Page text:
FFWD REW

When I say HLLL you say YH

L.A. spazz-punks The Mae Shi thrive on change

Using techno noise dance and indie rock to shatter punk rock expectations has been Los Angeles spazz-punks The Mae Shi’s modus operandi for the entirety of their seven-year existence. Founded by Tim Byron and Ezra Buchla in 2002 the band has evolved over the course of two albums three EPs and countless CD-Rs. One of the most forward-thinking and downright entertaining independent bands working today a big part of their dynamic stems from the band’s constantly changing lineup.

Self-described “new blood” Jacob Cooper has only been with The Mae Shi since 2008 but the drummer maintains the band’s blog and often acts as the band’s spokesperson in interviews. Still while new band members are welcomed with open arms The Mae Shi stay The Mae Shi by refusing to ignore their past.

“There has always been an original member involved in some shape or form” Cooper explains. “Most recently we started working together on a new record with Jeff (Byron) and Brad (Breeck) both original members. When we play live Jeff is still with us. Sometimes we find a lot of original members in one city at a time and we play shows together.”

HLLLYH the band’s 2008 full-length showcases their penchant for addictive melodies bizarre instrumentation and high-concept art. From the laid-back charm of underground hit “Run to Your Grave” to the buzz-saw tones that push synth-heavy jams like “Lamb and Lion” and “Young Marks” the album deconstructs itself with a 12-minute remix at its centre. It’s the sign of a band desperate to push their limits at all levels or as Cooper humbly puts it “to be as dumb as possible or somehow try all of our dumb ideas out.”

The record is also unique in its subject matter. Like contemporaries Fucked Up and The Thermals before them The Mae Shi use their latest to take a progressive look at Christianity that attempts to see the belief-system from all sides (the record’s vowel-less title can be interpreted as both “hell yeah” and “hallelujah”). This open-minded approach stems from each member’s differing opinions.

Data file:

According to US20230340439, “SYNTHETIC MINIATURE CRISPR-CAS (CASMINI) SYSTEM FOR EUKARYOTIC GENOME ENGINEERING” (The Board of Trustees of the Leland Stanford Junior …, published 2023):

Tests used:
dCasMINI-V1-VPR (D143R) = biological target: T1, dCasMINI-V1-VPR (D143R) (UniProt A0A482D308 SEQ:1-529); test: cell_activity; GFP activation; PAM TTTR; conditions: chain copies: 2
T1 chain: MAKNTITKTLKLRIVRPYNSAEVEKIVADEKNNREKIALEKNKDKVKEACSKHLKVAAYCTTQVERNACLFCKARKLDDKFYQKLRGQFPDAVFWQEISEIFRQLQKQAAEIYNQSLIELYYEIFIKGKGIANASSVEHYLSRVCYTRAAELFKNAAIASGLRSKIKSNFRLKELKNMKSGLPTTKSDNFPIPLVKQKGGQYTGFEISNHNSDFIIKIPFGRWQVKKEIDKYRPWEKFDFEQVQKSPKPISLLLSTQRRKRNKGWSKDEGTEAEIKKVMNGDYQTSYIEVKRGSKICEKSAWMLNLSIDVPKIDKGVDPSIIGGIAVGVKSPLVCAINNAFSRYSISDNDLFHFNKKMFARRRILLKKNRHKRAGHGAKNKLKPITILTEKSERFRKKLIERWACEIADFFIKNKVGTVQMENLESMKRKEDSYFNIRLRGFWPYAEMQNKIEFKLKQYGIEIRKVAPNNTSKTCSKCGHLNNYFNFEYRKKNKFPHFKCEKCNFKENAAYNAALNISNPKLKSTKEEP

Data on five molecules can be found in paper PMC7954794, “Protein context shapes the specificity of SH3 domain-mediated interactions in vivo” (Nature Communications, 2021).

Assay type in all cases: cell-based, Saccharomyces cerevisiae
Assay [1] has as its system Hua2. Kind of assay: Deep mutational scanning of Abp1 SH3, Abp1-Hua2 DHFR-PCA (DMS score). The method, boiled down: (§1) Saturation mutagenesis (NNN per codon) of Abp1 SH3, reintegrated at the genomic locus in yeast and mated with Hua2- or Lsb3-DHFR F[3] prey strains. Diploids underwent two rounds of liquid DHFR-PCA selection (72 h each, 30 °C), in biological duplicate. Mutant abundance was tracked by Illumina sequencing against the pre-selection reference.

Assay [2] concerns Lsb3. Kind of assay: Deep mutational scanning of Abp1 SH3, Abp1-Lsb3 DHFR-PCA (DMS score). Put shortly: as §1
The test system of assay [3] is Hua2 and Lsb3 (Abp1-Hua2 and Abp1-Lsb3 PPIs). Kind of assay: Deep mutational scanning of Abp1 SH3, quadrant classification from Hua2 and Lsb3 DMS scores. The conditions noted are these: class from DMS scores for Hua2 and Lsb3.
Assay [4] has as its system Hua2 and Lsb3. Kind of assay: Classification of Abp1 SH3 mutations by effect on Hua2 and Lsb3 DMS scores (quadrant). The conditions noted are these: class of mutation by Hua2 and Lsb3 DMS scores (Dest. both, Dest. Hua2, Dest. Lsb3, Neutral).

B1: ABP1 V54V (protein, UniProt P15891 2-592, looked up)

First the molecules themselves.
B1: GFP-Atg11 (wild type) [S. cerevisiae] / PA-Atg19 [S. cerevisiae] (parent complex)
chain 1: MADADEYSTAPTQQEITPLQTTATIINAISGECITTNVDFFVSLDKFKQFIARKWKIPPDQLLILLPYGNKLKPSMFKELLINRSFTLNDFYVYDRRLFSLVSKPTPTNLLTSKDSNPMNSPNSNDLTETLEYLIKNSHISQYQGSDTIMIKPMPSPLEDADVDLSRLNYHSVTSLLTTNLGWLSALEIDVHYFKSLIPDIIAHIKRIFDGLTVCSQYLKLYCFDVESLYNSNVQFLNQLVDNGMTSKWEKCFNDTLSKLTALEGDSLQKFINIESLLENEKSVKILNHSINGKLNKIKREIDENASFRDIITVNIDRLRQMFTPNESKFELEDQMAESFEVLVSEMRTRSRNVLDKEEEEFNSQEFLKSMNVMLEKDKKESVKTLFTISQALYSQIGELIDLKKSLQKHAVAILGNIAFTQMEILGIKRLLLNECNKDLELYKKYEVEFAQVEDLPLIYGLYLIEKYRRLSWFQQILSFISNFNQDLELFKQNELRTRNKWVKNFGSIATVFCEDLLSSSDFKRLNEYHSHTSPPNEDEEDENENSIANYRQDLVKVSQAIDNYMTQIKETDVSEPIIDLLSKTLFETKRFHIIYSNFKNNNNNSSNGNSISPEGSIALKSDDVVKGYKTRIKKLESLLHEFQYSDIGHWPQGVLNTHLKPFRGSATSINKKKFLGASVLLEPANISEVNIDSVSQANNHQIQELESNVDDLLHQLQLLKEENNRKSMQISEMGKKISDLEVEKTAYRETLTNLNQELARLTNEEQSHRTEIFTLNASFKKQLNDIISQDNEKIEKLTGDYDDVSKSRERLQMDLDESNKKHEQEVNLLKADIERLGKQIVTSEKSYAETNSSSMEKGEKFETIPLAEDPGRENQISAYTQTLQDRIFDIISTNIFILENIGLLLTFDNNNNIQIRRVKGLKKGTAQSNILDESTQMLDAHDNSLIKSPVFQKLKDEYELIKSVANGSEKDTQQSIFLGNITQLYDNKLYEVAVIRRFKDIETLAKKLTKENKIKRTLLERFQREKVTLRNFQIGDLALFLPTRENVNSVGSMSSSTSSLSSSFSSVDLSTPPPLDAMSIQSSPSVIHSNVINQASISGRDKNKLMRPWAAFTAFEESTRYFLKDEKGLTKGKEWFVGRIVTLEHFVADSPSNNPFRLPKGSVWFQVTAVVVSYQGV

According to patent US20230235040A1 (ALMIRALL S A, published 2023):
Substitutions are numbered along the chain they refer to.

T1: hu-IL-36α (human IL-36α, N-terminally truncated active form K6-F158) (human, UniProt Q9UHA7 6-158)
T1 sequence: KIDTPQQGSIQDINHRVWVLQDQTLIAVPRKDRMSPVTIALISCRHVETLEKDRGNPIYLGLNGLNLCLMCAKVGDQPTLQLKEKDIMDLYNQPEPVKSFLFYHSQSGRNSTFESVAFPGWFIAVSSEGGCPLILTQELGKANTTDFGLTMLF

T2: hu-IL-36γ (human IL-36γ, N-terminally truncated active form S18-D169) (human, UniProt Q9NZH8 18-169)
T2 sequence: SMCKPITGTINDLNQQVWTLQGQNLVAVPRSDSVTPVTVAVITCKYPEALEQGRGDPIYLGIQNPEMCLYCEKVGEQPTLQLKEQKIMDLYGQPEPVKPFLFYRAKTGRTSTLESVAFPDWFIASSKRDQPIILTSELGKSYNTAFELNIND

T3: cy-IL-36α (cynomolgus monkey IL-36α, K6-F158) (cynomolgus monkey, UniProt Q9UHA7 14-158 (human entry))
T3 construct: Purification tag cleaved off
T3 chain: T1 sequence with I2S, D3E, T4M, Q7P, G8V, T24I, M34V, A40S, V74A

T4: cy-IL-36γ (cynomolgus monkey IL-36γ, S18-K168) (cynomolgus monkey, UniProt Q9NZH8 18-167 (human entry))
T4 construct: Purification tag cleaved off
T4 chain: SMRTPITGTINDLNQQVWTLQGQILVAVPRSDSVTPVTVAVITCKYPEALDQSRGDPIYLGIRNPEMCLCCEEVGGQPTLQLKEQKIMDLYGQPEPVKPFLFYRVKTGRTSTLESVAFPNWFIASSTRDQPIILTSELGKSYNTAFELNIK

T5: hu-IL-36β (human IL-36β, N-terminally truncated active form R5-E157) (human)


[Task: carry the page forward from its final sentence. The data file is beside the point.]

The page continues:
“Some band members are religious and some are devotedly anti-religious but I think it’s an issue we are all very interested in” says founding member Tim Byron. “We realize the power of religion. Christianity is the most powerful brand in the world — way more powerful than [New York graffiti artist] Shepard Fairey’s Obey campaign.”

Enlightened in both subject matter and sound HLLLYH propelled The Mae Shi into the international spotlight allowing for endless international tours and high ranks on year-end lists in the coolest of music rags. Commercially the band’s sonic diversity allowed them to expand beyond the noise-rock scene of their L.A. home to a more universal audience without completely ditching their roots. It was the perfect timing for a breakthrough as the band were just perfecting their live antics.

HLLLYH definitely helped define our live sound and shows for starters” explains Cooper. “Previously there were never any major tours for The Mae Shi. We sort of had to condense things and learn how to try things out in a live fashion.” Playing countless shows throughout Europe and North America the band became known for their boundless energy and “The Mae Sheet” a giant white bed sheet that they throw over crowds during their sets.

Their touring led the band to a fantastic set at Calgary’s Sled Island Festival last year. Playing a sold-out and highly interactive show at Broken City the band cut their set short to join their fans in running down the block to catch their friend Dan Deacon at the Warehouse. “It was really awesome and we got to see some great bands play too” Cooper recalls. “Dan Deacon made everyone [in the crowd] repeat a poem and it was truly powerful.”

The Mae Shi are getting mighty powerful themselves but whether this current lineup is the one that sticks remains to be seen. Even Cooper is unsure. “I hope it is” he says. “I can be a real jerk sometimes though so who knows.”

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